Countering the Most Difficult Strategy Implementation Obstacles

From the Eye on the Workforce Blog
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Workforce management is a key part of project success, but project managers often find it difficult to get trustworthy information on what really works. From interpersonal interactions to big workforce issues we'll look the latest research and proven techniques to find the most effective solutions for your projects.

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Countering the Most Difficult Strategy Implementation Obstacles

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In my article this month I discussed tactics to assist you with strategy implementation by maintaining the proper culture. That article did not look at troubleshooting tactics, but I'm rectifying that here with several troubleshooting tactics that will help you take your career to the next level. You might want to check out the article first to make sure you get certain background information.

On to troubleshooting. Recall that in a project or program closely associated with strategy implementation, you as a project manager have a critical role in helping achieve the business strategy. That gives you a certain prestige, power, cache. Don't be afraid to use it. But use it wisely by taking careful steps.

Characterize identified obstacles to escalate properly

Suppose you identify an obstacle to implementing business strategy such low participation by one or more stakeholders. Is the cause simple overallocation or actually resistance to the strategy? Those are two very different situations. If you can, you need to know before you can effectively intervene.

Problems that stakeholders report that are from known competing priorities or reduced resources are common and can be handled through your typical risk and issue management. On the other hand, problems arising from certain "silos" that do not want to participate, require a different tactic.

What would be the cause of resistance to the business strategy? Some individuals, job roles, or departments can be affected negatively by the strategic plan being implemented. Jobs can be lowered in prestige, shifted around the organizational structure or even lost. Implementing business strategy is serious business. And you can represent danger as the project manager. Even if the fear or anxiety is unfounded resistance can still affect your "strategy" project and must be dealt with.

What might you hear from a stakeholder or partner if there is resistance to the business strategy? Hint: You will not hear "I disagree with the business strategy." But listen for phrasing like in these examples:

  • "I have the resources to assign, I just don't see how this department benefits."
  • "This division's focus is really in a different direction."
  • "Your project is not part of what our group supports."
  • "Look, I just can't support this project."

Or you may get a tip off from another stakeholder or sponsor that one or more stakeholders are known to be negatively affected by the strategic changes and then see actual resistance.

Intervene effectively for resistance to the strategy

Suppose that you have followed all these steps and identified and have evidence that a stakeholder Is not participating because of resistance to the strategy itself. In this case you must use a very specific type of intervention that is unlike the regular risk and issue management process you normally follow.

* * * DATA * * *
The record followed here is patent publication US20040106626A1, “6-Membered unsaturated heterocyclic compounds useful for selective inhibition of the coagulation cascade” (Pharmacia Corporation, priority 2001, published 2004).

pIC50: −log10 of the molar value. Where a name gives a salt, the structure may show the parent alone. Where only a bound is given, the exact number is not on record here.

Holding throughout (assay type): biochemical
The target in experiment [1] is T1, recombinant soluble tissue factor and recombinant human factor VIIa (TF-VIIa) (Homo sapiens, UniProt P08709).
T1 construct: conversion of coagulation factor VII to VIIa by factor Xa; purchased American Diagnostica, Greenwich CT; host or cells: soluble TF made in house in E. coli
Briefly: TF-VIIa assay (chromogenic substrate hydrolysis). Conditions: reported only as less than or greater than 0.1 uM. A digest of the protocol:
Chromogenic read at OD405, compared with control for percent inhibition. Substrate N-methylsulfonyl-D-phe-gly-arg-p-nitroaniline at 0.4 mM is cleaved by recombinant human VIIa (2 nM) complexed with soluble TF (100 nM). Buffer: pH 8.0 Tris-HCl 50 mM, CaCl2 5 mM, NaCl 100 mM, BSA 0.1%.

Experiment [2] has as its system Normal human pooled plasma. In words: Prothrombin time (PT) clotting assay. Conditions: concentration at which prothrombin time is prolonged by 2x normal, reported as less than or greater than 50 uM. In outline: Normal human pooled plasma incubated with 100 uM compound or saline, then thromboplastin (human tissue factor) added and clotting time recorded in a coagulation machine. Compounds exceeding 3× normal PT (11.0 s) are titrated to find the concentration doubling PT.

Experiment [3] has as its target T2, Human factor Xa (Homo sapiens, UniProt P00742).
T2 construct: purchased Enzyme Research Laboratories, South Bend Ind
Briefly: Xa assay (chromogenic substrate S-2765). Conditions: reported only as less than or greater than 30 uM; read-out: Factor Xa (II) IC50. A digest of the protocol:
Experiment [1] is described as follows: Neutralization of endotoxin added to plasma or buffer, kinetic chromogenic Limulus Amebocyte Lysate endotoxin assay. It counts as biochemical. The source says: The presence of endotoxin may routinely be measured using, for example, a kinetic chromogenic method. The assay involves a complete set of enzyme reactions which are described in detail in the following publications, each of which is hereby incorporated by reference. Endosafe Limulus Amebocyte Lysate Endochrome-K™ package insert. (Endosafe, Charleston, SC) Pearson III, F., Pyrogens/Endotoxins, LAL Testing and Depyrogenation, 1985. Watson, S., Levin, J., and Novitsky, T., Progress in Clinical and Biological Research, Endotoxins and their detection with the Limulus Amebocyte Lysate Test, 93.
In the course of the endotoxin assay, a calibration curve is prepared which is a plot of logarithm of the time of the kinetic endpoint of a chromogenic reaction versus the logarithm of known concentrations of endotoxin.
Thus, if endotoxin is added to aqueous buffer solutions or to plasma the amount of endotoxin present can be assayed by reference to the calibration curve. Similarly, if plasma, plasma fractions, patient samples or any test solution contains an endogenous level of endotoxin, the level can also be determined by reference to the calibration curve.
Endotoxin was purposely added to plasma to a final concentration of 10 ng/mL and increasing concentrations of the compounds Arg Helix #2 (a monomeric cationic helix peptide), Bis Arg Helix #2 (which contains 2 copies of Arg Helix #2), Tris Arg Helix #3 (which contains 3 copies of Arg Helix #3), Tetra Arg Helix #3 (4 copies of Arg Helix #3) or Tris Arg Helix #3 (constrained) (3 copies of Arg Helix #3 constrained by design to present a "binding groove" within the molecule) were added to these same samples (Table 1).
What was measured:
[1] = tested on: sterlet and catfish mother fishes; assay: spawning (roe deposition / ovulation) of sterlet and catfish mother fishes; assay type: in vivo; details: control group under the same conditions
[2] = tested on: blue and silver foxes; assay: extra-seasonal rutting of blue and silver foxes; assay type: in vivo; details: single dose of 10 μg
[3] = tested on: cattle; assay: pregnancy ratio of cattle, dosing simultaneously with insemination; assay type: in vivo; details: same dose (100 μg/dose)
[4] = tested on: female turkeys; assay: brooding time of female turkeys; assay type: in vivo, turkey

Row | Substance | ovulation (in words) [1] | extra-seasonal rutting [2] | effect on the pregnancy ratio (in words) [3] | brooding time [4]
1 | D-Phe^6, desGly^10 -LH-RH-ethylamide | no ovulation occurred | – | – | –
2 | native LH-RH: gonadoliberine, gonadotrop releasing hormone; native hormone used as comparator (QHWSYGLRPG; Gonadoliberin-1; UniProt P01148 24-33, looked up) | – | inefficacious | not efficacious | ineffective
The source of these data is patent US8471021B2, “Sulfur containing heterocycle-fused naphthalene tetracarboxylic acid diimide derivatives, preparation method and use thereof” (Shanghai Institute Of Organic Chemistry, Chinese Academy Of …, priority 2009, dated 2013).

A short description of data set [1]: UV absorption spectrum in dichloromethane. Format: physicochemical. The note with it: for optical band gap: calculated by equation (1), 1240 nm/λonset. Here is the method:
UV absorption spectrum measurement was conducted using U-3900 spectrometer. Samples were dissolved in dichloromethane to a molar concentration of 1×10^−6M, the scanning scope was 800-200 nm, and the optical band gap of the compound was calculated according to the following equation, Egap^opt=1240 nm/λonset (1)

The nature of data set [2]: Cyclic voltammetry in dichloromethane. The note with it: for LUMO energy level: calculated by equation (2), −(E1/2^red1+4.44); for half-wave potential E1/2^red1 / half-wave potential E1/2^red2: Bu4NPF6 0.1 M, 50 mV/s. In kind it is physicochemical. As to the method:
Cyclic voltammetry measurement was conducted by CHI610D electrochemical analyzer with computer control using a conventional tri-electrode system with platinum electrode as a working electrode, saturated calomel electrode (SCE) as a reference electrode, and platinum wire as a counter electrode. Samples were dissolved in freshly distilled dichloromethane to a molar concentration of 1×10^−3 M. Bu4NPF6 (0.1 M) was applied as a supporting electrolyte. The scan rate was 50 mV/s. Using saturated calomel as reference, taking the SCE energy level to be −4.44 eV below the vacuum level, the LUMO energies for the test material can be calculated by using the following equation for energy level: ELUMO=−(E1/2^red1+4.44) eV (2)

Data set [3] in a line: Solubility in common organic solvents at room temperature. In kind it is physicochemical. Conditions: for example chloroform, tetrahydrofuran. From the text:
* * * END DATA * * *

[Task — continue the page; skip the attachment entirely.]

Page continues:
• Get guidance from the sponsor for the first step. Depending on the specific stakeholder (or group) and situation, you may be asked to intervene with a certain message. Alternately, it may be taken up by higher levels of the organization associated with strategy.
  • If you have the intervention conversation, prepare so you are confident and clear. Remember that you have the prestige of managing a project directly connected with implementing business strategy. The effort requires participation.
  • If you escalate, be prepared for the "organizational" resolution to take some time. Ask the sponsor if it is appropriate to "pause" your project if you cannot push work any further.

Projects implementing business strategy are not given to just any project manager. You have to be able to handle the basics without thinking too much because you are dealing with higher-level risks and stakeholders - and the stakes are greater. Succeed by using your understanding of business relationships and breaking down complex problems into step-by-step solutions.

 

Posted on: August 07, 2019 09:50 PM | Permalink

Comments (6)

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One hallmark of a good (versus a bad) strategy is that someone's feelings will be hurt; that is, the manager/executive's power and status will be diminished. That is because a good strategy helps the organization identify what it is going to STOP DOING.

Unfortunately, many organizations create a list of things that they wish would happen and call it their strategic plan. This makes project managing very difficult because every project somewhere is important to someone. Further, organization's have finite resources so there are always going to be tough calls about what to stop doing.

Thank you for sharing which given me reflection on our recent strategy.

Thank you for sharing

Thanks for the article. I particularly appreciate the objection, "This division's focus is really in a different direction." That objection, or a slight variation on it, is often a symptom of misalignment between IT and the business leadership. Such misalignment needs to be addressed before the strategy can be implemented.

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